CARRIER 7: AFTERBURN By Keith Douglass

sail hatches had been cracked, and crewmen were scrambling out into the

cold, wet, and windswept near-darkness, battling the black waves

breaking over the submarine from bow to shattered stern as they ripped

open deck panels and broke out the life rafts. Their task was made more

difficult by panic, and by the fact that the deck was canted sharply aft

and to port; the sail was listing at a forty-five-degree angle, and each

swell of the sea breaking over and past it sent torrents of water

cascading down the after escape trunk hatch.

Vyatkin clung to the railing at the side of the bridge, high atop the

sail, and watched miserably as his crew fought to save themselves. For a

time, he’d thought, possibly, that Kislovodsk might be saved. He’d known

the damage to the engineering spaces and propeller shaft must be grave,

but if the sub could be kept on the surface, a tug out of Sevastopol

could have them back in port by morning.

But that final shock that had catapulted them to the surface–that had

been the final blow. He could tell by the wallowing feel of the vessel

that he would remain at the surface only a few more moments before

making his final dive.

Vyatkin only hoped that all of the crew could get out first.

He heard the thuttering roar of helicopters. .. probably the Americans

who’d been pinging them. The nearest Russian ships must be a hundred

miles away. If only- Light exploded from starboard, a dazzling whiteness

that, at first, he thought was a flare. Then the beam swept across

Kislovodsk’s hull, illuminating dozens of life-jacketed sailors already

afloat in the water, the soft orange shape of a raft already smothered

by desperate men, and the black sheen of oil. It took Vyatkin a

mind-numbing moment to realize that another submarine had surfaced a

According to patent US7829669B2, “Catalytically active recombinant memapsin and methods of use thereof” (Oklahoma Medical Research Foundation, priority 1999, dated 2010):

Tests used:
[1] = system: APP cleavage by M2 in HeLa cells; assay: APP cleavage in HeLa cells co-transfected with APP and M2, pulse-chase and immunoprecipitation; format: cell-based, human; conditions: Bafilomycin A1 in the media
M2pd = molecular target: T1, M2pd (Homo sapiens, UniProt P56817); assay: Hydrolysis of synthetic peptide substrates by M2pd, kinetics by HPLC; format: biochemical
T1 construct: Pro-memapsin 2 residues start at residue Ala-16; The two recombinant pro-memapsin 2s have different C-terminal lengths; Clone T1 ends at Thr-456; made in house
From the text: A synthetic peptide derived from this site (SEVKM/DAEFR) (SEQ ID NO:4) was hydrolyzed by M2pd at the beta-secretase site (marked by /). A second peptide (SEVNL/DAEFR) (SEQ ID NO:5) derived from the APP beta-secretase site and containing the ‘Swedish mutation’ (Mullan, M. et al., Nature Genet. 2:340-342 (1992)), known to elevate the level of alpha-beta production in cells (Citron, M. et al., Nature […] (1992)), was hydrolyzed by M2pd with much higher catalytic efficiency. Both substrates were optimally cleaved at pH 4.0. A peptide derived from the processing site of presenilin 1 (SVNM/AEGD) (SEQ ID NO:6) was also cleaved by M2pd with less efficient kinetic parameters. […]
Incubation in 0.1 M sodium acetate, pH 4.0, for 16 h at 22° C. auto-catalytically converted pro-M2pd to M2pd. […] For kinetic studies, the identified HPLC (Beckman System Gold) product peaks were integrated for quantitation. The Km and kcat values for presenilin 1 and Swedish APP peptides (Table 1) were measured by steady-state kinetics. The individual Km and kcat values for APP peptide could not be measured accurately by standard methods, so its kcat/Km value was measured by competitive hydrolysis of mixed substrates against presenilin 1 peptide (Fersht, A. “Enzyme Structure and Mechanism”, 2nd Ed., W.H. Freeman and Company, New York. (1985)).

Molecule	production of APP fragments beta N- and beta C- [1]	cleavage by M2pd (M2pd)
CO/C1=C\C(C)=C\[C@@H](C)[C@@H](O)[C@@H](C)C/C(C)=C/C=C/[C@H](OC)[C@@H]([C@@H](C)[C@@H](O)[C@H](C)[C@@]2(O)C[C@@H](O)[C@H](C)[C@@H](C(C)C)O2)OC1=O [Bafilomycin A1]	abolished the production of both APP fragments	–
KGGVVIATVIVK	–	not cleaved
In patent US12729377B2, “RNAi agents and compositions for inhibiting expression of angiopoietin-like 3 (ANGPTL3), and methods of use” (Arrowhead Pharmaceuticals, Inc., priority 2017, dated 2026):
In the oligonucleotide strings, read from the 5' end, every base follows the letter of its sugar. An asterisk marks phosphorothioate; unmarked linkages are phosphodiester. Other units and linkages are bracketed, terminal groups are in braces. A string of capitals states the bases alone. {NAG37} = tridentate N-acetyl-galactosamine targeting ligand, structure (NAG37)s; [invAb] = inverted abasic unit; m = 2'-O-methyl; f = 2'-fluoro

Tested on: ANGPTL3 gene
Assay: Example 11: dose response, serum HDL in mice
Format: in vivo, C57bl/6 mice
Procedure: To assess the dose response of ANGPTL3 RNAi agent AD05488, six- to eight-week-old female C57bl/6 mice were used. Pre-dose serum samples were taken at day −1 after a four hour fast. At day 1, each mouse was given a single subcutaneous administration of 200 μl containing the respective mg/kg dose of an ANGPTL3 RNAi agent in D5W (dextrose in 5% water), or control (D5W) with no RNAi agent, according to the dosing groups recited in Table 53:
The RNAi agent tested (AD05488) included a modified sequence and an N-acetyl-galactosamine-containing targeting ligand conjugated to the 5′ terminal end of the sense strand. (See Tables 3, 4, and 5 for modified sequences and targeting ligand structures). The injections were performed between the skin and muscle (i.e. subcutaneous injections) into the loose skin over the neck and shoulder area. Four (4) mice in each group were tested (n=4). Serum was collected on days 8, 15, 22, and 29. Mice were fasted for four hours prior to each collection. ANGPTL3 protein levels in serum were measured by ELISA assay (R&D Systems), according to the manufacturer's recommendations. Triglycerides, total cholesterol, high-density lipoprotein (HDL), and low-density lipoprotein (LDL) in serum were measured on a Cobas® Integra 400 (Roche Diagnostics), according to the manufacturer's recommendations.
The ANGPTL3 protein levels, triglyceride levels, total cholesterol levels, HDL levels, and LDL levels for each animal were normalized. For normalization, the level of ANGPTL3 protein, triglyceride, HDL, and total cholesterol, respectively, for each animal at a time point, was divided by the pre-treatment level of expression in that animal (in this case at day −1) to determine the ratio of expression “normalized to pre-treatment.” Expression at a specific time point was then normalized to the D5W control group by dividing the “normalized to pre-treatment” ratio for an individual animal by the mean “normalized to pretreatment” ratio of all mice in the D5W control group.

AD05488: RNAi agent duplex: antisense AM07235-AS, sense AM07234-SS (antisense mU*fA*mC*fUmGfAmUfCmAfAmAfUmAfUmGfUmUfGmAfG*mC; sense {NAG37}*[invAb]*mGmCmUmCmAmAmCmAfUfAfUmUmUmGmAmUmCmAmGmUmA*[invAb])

hundred meters abeam, that it was playing a searchlight across his dying

command. By the back-scatter of that light, he could see one of the

helicopters approaching, its rotor noise growing louder as it gentled

toward the stricken Kislovodsk. A second light winked on, gleaming from

the helo’s side. Something spilled from the open door, expanding as it


A life raft. The Americans were dropping life rafts.

“Comrade Captain!” Aleksanyan called, shouting into his ear to be heard

above the wind and the growing thunder of the helicopters. “We must

leave! Now!”

Grimly, Vyatkin nodded. For a moment, he’d entertained romantic notions

of going down with his command. .. but he found that, after all, he

wasn’t quite ready to die.

Aleksanyan handed him a life jacket and he began to strap it on.

1840 hours (Zulu +3)

Flight deck, U.S.S. Thomas Jefferson Commander Willis E. “Coyote” Grant

strapped on the safety helmet, known aboard ship as a “cranial,” before

stepping out of the Mangler’s 0-4 compartment and onto the carrier’s

flight deck. The air inside the compartment was crackling with radio

calls; the Deck Handler–more familiarly called the “Mangler”–and his

crew were frantically repositioning aircraft silhouettes on the big

Plexiglas diagram of Jefferson’s flight deck, updating the model to

reflect the realities of aircraft positions outside.

He stepped through the doorway and onto the flight deck; the gathering

night was held at bay here by the glare of spotlights, both from

Jefferson’s island and from the helicopters overhead. Most deck

operations had been suspended half an hour earlier when the word had

come down that a Russian sub was in trouble twenty miles to the

northwest. SH-3 Sea Kings were shuttling back and forth between the

Jefferson and the sub now, bringing in another handful of wet,

oil-smeared survivors with each trip.

It was a painstakingly slow process. The Sea Kings of HS-19 were ASW

aircraft, their cargo compartments crammed with so much electronics gear

that there was precious little room for passengers above and beyond the

usual four-man crew.

Still, there was a little space aft of the sensor suite, and each

aircraft was fitted with a winch and sling to haul people out of the

water. They were ferrying survivors back to Jefferson’s flight deck just

as quickly as they could harvest them from the oil-slicked waters of the

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